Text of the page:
Microsoft AI Researchers Leak 38TB of Private Data

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Microsoft accidentally revealed a huge trove of sensitive internal information dating back over three years via a public GitHub repository, it has emerged.

Cloud security firm Wiz discovered the privacy snafu when it found the GitHub repository “robust-models-transfer” which belonged to Microsoft’s AI research division.

Although the repository was meant only to provide access to open source code and AI models for image recognition, the Azure Storage URL was actually misconfigured to grant permissions on the entire account, Wiz said.

“Our scan shows that this account contained 38TB of additional data – including Microsoft employees’ personal computer backups. The backups contained sensitive personal data, including passwords to Microsoft services, secret keys, and over 30,000 internal Microsoft Teams messages from 359 Microsoft employees,” it continued.

“In addition to the overly permissive access scope, the token was also misconfigured to allow “full control” permissions instead of read-only. Meaning, not only could an attacker view all the files in the storage account, but they could delete and overwrite existing files as well.”

Read more on Microsoft data leaks: Microsoft Misconfiguration Exposes Customer Data

The problem appears to stem from Microsoft’s use of a Shared Access Signature (SAS) token – a signed URL that grants users access to Azure Storage data.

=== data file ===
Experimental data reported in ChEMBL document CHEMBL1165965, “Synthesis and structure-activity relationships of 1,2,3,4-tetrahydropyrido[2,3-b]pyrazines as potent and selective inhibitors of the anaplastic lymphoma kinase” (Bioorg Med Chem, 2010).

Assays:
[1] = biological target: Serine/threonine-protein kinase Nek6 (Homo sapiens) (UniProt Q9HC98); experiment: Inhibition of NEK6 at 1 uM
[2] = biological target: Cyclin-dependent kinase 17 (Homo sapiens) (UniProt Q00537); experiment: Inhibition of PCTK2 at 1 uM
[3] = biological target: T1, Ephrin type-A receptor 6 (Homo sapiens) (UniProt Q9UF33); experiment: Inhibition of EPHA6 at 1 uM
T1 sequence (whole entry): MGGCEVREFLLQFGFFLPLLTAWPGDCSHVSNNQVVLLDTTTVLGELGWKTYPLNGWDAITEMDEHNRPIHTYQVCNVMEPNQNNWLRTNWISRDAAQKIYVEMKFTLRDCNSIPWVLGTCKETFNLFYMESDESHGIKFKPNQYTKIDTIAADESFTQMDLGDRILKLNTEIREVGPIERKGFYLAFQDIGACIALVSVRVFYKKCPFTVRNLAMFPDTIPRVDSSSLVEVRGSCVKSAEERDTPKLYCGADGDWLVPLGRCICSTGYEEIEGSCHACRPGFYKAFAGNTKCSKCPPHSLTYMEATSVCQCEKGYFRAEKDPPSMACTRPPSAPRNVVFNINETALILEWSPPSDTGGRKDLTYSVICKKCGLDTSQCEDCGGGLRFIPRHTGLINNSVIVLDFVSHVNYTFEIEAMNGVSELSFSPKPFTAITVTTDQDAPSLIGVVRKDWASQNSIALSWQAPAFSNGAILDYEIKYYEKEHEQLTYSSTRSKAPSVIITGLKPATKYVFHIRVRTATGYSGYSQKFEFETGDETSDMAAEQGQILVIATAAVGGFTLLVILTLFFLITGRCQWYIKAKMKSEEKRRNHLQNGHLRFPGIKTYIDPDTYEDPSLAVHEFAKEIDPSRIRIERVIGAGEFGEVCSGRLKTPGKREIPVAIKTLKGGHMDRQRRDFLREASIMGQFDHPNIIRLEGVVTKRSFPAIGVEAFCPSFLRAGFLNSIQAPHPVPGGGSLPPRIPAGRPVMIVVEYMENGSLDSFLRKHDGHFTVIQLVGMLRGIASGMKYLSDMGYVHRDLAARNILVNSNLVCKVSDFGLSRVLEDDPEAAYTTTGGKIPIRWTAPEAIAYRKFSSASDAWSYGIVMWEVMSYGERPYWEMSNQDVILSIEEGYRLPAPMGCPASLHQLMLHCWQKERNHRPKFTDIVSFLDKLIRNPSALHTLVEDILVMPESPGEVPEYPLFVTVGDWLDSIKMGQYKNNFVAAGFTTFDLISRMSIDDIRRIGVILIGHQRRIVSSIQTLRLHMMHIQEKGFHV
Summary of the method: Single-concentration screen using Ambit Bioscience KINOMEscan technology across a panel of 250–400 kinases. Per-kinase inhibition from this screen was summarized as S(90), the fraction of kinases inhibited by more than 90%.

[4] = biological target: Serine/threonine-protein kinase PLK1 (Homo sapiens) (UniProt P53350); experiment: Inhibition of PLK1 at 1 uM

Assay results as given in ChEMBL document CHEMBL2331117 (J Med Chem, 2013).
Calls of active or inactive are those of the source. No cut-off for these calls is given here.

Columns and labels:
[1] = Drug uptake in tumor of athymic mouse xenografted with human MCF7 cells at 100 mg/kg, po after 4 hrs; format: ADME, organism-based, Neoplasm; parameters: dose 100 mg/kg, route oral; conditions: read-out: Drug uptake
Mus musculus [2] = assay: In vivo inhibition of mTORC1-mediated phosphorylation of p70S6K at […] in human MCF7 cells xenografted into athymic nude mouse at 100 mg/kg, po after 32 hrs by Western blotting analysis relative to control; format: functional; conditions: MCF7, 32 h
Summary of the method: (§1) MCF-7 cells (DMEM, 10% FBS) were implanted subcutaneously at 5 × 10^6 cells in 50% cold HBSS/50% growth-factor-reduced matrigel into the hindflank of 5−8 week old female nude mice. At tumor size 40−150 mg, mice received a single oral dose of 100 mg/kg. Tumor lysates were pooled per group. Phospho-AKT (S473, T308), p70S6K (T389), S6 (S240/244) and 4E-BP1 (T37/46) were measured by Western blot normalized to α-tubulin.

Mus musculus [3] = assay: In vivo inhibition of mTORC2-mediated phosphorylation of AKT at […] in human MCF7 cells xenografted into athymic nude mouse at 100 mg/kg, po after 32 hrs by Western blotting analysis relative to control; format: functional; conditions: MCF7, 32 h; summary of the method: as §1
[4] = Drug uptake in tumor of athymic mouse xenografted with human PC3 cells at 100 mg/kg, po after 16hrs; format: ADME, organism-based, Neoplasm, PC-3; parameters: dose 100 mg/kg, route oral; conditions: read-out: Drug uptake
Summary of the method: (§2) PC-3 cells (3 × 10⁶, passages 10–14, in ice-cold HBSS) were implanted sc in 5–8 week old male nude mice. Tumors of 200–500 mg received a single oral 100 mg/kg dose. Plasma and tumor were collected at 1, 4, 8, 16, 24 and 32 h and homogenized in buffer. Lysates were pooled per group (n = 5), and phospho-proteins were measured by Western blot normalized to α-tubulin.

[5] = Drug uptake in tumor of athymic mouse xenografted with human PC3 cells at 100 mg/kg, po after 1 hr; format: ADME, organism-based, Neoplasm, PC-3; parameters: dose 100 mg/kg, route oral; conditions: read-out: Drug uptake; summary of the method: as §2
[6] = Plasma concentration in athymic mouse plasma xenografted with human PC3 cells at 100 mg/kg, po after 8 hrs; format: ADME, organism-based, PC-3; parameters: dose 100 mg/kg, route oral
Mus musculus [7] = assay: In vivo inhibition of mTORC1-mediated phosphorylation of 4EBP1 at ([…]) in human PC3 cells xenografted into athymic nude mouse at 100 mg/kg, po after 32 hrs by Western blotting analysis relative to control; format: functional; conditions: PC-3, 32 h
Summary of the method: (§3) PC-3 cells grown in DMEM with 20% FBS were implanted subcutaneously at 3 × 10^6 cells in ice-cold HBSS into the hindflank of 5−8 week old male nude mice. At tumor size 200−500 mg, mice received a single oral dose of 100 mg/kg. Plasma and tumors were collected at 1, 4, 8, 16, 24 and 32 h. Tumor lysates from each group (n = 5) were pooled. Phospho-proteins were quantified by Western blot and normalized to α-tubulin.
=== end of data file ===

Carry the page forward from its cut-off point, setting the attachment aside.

It’s a flexible tool which allows for a high degree of customization from the user, enabling permissions from read-only to full control and expiry times which can be set effectively to forever. The original SAS token in this incident was first committed to GitHub in July 2020, with its expiry date updated in October 2021 to 30 years hence.

After Wiz reported the incident, Microsoft invalidated the token and replaced it.

Microsoft said that although it scans public-facing repositories for its accounts, the specific SAS URL found by Wiz was incorrectly marked as a false positive.

“No customer data was exposed, and no other internal services were put at risk because of this issue,” the tech giant said in a blog post explaining SAS best practices. “No customer action is required in response to this issue.”

However, Wiz warned that SAS tokens represent an ongoing risk.

“Due to a lack of monitoring and governance, SAS tokens pose a security risk, and their usage should be as limited as possible. These tokens are very hard to track, as Microsoft does not provide a centralized way to manage them within the Azure portal,” it added.

“In addition, these tokens can be configured to last effectively forever, with no upper limit on their expiry time. Therefore, using Account SAS tokens for external sharing is unsafe and should be avoided.”

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